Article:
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Liberal Leader Michael Ignatieff speaks to the Youth Chamber of Commerce in Montreal on Jan. 20, 2011.

Ryan Remiorz/The Canadian Press

It's one place in Canada where the words won't help him, but Liberal Leader Michael Ignatieff went to Quebec and defended the right of Sikhs to wear the kirpan.

Speaking French in a province where francophones have less and less patience for religious accommodation, Mr. Ignatieff said Sikhs should have the right to wear the kirpan in all democratic institutions, including Quebec's National Assembly. The ceremonial dagger is not a weapon, the Liberal Leader emphasized.

"All Canadians have the right to access their democratic and parliamentary spaces," Mr. Ignatieff told reporters. "It's a question of tolerance, of religious freedom."

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Citing unbending security rules, National Assembly officials turned away four Sikhs this week after they refused to surrender their pointy-but-edgeless ceremonial daggers. One day later, the Bloc Québécois proposed Parliament in Ottawa should consider a similar measure.

The move surprised federal parties and left some twisting. The Conservatives punted questions to the sergeant-at-arms, saying they don't wish to play politics with security. After some delay, the NDP blasted the Bloc proposition as shameful.

By Thursday, the NDP's Quebec MP, Thomas Mulcair, and even the ones who started it, the Bloc Québécois, didn't want to talk about it.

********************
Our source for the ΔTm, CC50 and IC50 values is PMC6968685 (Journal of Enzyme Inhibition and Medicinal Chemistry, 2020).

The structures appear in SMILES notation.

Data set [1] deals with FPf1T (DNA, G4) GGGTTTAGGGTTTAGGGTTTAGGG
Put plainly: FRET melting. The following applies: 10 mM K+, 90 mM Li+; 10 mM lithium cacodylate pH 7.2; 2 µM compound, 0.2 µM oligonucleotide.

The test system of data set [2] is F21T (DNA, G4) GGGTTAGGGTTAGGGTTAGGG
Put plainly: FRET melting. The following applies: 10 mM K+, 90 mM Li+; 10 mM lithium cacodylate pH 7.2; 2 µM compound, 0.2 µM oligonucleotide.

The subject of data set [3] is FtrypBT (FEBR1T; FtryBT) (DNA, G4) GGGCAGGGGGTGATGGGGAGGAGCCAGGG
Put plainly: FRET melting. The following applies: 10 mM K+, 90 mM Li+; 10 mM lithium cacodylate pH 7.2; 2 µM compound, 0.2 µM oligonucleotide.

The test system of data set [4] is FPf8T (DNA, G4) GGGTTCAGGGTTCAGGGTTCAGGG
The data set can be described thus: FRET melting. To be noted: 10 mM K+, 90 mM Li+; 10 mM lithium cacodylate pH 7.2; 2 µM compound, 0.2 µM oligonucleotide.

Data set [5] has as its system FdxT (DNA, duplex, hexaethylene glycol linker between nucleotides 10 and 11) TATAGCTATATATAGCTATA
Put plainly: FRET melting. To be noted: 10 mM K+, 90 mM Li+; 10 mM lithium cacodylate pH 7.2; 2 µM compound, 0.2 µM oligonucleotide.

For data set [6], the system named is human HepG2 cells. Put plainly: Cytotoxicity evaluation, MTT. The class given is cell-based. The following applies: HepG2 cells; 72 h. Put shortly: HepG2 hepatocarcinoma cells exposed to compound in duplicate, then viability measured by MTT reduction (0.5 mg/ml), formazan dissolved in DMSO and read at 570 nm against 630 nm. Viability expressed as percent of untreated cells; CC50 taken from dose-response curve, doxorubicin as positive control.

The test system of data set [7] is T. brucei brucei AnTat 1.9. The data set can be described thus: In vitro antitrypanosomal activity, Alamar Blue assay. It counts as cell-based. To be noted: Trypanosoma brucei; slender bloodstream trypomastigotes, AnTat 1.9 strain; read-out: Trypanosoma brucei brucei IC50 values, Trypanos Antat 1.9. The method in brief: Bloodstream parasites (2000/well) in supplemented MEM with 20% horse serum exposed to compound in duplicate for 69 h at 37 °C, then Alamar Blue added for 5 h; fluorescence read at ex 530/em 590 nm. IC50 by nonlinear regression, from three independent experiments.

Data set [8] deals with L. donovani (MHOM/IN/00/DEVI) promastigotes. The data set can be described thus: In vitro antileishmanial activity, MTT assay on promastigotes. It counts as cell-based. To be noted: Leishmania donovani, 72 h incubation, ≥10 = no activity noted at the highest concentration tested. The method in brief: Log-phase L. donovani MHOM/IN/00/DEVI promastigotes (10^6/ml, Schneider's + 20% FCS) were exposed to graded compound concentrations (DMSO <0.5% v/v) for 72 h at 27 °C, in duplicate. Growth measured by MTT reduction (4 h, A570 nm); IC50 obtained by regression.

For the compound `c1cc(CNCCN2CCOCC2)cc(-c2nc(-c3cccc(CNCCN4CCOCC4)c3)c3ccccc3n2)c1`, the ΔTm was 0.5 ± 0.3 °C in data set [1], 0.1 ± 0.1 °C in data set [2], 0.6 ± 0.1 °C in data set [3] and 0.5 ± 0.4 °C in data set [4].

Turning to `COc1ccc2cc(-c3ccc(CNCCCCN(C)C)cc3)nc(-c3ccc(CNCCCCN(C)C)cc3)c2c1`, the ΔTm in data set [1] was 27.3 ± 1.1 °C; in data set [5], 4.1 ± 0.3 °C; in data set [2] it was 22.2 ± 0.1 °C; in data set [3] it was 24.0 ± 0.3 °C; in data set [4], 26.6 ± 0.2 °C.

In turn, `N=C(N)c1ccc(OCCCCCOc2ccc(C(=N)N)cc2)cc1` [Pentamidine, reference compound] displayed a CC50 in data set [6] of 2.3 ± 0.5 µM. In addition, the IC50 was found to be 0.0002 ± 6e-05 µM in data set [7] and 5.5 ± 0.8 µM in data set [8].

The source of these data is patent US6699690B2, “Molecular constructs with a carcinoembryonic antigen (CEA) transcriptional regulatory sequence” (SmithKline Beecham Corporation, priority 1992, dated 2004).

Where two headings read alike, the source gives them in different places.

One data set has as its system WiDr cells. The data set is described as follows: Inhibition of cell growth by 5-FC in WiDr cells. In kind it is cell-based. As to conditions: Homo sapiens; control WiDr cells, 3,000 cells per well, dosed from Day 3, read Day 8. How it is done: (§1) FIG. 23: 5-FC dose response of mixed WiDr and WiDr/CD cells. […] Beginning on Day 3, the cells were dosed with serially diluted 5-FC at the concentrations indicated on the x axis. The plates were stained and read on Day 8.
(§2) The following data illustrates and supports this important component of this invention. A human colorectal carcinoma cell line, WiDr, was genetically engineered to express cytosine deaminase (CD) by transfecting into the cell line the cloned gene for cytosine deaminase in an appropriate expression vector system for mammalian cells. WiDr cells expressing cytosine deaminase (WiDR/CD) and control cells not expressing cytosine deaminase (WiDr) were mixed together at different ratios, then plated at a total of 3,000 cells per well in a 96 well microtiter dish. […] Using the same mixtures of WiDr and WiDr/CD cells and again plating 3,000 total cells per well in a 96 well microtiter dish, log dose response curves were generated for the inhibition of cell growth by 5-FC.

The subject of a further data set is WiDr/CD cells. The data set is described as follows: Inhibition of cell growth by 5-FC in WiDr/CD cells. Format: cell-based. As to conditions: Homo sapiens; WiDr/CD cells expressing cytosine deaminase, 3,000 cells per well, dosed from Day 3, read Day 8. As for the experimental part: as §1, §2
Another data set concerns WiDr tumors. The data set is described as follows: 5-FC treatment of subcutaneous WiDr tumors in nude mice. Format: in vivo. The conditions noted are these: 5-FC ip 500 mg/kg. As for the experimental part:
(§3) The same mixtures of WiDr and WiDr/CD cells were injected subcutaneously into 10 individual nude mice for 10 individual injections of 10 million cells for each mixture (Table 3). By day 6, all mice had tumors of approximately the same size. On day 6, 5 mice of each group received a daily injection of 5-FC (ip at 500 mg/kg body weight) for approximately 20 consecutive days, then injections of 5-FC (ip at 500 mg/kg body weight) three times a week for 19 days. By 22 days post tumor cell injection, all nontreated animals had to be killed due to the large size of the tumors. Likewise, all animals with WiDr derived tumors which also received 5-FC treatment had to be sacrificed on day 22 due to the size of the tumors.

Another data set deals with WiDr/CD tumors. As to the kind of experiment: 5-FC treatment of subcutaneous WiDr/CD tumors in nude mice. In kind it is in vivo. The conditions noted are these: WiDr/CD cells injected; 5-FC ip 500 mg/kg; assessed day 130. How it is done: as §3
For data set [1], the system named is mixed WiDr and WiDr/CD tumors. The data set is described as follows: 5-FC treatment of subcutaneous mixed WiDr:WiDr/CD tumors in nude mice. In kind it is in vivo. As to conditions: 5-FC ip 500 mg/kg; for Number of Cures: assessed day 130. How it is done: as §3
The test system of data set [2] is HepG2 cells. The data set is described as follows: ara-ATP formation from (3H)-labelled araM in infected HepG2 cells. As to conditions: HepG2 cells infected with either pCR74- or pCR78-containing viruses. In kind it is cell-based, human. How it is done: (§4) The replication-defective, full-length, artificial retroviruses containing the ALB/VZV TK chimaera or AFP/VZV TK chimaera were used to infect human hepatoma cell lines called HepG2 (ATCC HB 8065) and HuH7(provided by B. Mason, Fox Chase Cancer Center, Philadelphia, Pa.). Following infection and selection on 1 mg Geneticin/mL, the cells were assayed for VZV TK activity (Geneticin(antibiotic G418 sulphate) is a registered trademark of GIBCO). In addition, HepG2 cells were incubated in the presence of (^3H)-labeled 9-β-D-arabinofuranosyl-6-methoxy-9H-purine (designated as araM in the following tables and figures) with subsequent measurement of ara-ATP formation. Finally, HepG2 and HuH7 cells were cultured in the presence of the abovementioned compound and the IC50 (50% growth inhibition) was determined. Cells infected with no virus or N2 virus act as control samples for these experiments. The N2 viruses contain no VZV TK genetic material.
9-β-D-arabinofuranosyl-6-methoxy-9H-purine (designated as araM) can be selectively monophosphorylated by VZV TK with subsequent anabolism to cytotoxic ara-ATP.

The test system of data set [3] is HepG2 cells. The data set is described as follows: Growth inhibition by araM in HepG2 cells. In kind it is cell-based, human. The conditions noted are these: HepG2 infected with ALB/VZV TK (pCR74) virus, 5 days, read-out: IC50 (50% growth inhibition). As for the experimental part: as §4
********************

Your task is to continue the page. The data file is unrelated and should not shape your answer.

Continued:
The torment clarified one thing: Without a consensus, the parliamentary committee in charge of security is unlikely to adopt a kirpan rule.

For the Bloc, the mission was accomplished. Quebec has less than 3 per cent of Canada's Sikh population and a growing secular streak. With no seats to be gained in diverse corners of the rest of Canada, the Bloc was free to drive a political wedge.

"I was a bit surprised to see the Bloc trying to press such a purely Quebec value in Ottawa, with its very different culture," said Christian Dufour, a political scientist at Montreal's École nationale d'administration publique.

But the move posed little risk for the Bloc, he said. "Francophone Quebeckers are less religious than almost anywhere else on the planet. Among elites, secularism has a much bigger place. Among the people, there is a more visceral rejection of religion, it's completely discredited."

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"But make no mistake, Quebeckers are saying out loud what a lot of Canadians think," Mr. Dufour said. "This may explain why many politicians in the rest of Canada have such a hard time with it."

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